Cyanide can get into the body by being inhaled, swallowed or injected. Deborah Blum, an expert on poisons who has written about the detectives who pioneered forensic toxicology, said the use of cyanide in killings has become rare in part because it is difficult to obtain and normally easy to detect, often leaving blue splotches on a victim's skin.
"The thing about it is that it's not one of those poisons that's tasteless," Blum said. "It has a really strong, bitter taste, so you would know you had swallowed something bad if you had swallowed cyanide. But if you had a high enough dose it wouldn't matter, because ... a good lethal does will take you out in less than five minutes."
Only a small amount of fine, white cyanide powder can be deadly, she said, as it disrupts the ability of cells to transport oxygen around the body, causing a convulsive, violent death.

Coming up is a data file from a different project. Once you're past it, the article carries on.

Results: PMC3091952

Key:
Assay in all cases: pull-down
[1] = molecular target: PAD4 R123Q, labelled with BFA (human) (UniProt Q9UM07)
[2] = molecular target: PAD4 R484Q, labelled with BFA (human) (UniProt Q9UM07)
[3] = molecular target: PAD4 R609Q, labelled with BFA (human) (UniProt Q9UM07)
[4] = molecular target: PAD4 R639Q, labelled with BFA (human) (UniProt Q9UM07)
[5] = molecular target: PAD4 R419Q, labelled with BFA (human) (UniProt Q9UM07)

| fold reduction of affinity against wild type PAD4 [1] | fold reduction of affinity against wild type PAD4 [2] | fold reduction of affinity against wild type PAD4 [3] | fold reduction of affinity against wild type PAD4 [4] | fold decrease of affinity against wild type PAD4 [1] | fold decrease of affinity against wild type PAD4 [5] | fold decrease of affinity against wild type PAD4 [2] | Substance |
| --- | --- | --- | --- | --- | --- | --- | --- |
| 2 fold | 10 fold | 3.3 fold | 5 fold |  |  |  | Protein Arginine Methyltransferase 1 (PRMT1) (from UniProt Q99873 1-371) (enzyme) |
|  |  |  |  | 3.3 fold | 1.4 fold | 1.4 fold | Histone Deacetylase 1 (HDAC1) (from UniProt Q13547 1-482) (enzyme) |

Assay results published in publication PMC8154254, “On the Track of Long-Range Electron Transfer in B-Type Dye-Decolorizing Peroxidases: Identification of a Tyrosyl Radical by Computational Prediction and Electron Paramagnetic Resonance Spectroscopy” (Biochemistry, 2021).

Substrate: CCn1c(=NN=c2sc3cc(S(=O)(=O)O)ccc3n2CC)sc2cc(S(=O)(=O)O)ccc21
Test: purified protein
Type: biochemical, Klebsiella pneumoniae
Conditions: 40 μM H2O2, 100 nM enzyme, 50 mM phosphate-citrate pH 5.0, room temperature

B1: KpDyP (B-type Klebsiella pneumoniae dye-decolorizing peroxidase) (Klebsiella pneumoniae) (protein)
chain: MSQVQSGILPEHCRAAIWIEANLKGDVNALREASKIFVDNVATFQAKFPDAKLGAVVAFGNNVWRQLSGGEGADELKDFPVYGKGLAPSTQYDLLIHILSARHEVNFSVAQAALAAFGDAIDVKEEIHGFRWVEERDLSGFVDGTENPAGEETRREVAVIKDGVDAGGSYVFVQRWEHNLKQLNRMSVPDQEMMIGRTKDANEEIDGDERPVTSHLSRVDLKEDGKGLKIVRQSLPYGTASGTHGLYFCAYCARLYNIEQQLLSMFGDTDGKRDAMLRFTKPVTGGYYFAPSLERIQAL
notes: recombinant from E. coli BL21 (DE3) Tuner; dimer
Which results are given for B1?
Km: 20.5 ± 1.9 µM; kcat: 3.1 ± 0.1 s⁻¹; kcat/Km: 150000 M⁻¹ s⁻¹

"It essentially kills you in this explosion of cell death," she said. "You feel like you're suffocating."
A relative came forward days after the initial cause of death was released and asked authorities to look into the case further, Cina said. He refused to identify the relative.
"She (the morgue worker) then reopened the case and did more expansive toxicology, including all the major drugs of use, all the common prescription drugs and also included I believe strychnine and cyanide in there just in case something came up," Cina said. "And in fact cyanide came up in this case."
The full results came back in November. Chicago Police Department spokeswoman Melissa Stratton confirmed the department was now investigating the death and said detectives were working closely with the Medical Examiner's Office.
Investigators will likely exhume the body, Cina said.
Calls to Khan's family went unanswered Monday. A knock on the door at the family's small, two-story house late Monday afternoon wasn't answered.